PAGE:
TOKYO—Japanese electronics giant NEC will likely abandon smartphone production after failing to bring China’s Lenovo Group on board to bolster its money-losing unit, a report said Wednesday.
Shares in NEC rose more than 4.7 percent on the news, despite broad losses on the Tokyo stock market.
The Nikkei business daily said NEC had asked Lenovo to take a majority stake in development and production subsidiary NEC Casio Mobile Communications, but the two parties could not reach an agreement.
Without the extra muscle Lenovo would have provided, NEC believes it will struggle to rebuild the business in a highly competitive market dominated by South Korean giant Samsung and consumer favorite Apple.
The company plans to freeze development of new smartphones and focus solely on conventional handsets, the business daily said, without naming its sources.
Smartphones account for more than half of sales at NEC Casio Mobile, which is saddled with excess liabilities of 60 billion yen ($604 million), the paper said.
Shares in NEC were up 4.76 percent at 242 yen by the lunch break, while the Nikkei 225 lost 0.58 percent.
“Investors are applauding the company’s apparent pullout from the smartphone market, as it was already too late to the field to make a significant impact on the global stage,” said Tatsunori Kawai, chief strategist at kabu.com Securities.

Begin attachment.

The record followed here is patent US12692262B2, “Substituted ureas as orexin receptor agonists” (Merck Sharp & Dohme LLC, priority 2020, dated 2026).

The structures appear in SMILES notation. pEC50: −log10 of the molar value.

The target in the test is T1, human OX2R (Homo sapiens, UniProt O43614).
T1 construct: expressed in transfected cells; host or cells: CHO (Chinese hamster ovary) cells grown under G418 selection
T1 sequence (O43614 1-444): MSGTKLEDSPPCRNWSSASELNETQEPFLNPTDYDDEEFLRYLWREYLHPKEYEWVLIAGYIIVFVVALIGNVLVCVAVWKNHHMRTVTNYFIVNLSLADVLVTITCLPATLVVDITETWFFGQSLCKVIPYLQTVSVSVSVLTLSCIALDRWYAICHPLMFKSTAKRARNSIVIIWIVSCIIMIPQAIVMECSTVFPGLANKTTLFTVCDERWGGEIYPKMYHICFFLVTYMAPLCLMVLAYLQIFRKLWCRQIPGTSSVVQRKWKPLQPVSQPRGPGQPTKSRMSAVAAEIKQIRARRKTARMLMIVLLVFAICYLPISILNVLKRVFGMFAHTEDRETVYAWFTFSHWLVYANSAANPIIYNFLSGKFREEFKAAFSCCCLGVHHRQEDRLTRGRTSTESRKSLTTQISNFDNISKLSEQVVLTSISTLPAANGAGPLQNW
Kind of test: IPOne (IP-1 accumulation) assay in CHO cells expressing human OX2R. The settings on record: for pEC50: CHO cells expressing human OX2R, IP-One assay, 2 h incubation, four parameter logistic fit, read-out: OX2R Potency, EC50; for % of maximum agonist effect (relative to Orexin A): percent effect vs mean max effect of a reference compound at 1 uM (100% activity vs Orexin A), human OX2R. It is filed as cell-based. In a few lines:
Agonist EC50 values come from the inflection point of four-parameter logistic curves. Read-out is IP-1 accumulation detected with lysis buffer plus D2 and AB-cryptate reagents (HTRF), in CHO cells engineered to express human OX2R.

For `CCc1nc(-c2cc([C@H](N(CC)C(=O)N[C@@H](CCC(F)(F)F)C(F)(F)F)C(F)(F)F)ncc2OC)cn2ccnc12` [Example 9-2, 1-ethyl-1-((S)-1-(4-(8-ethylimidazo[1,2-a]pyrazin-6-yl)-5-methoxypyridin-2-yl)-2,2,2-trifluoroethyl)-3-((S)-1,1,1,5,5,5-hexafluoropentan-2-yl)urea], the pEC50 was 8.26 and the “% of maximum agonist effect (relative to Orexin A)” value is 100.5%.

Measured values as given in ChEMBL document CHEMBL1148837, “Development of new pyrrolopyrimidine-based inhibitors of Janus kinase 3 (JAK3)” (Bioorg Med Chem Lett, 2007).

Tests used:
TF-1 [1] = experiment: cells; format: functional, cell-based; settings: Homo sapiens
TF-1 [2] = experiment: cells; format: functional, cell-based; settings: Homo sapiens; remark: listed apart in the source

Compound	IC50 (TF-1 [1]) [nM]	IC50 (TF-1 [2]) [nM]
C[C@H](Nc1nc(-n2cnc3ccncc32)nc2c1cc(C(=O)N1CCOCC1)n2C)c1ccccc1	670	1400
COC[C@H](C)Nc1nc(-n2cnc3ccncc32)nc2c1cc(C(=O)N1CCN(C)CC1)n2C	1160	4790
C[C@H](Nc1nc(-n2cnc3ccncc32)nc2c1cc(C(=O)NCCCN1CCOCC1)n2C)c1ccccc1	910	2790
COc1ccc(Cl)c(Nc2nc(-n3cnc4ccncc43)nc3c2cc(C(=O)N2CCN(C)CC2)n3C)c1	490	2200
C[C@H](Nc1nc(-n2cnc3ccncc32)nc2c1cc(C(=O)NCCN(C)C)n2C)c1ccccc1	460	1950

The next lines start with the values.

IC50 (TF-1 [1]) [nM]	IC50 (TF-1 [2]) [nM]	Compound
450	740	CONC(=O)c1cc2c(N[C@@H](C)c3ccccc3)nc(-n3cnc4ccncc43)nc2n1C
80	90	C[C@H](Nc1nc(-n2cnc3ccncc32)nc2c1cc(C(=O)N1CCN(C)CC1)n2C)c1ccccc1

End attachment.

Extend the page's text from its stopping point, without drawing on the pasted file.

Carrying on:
“It’s better for NEC to entirely withdraw from the market, so that it can allocate its resources more effectively elsewhere,” he told Dow Jones Newswires.
NEC refused to confirm the report.
“We are making various considerations as the market is changing rapidly, but nothing has been decided” about the mobile phone business, the company said in a statement.
The Japanese cellphone market had been long dominated by domestic firms but the fast-growing demand for smartphones has given foreign rivals the jump.
NEC, which used to be the top manufacturer controlling more than 27 percent of the Japanese market, is now ranked eighth, with just a five percent share, the Nikkei said.
NEC is counting on continuing demand for flip phones and other conventional handsets including models for elderly people, the paper said, adding that market is doomed to shrink.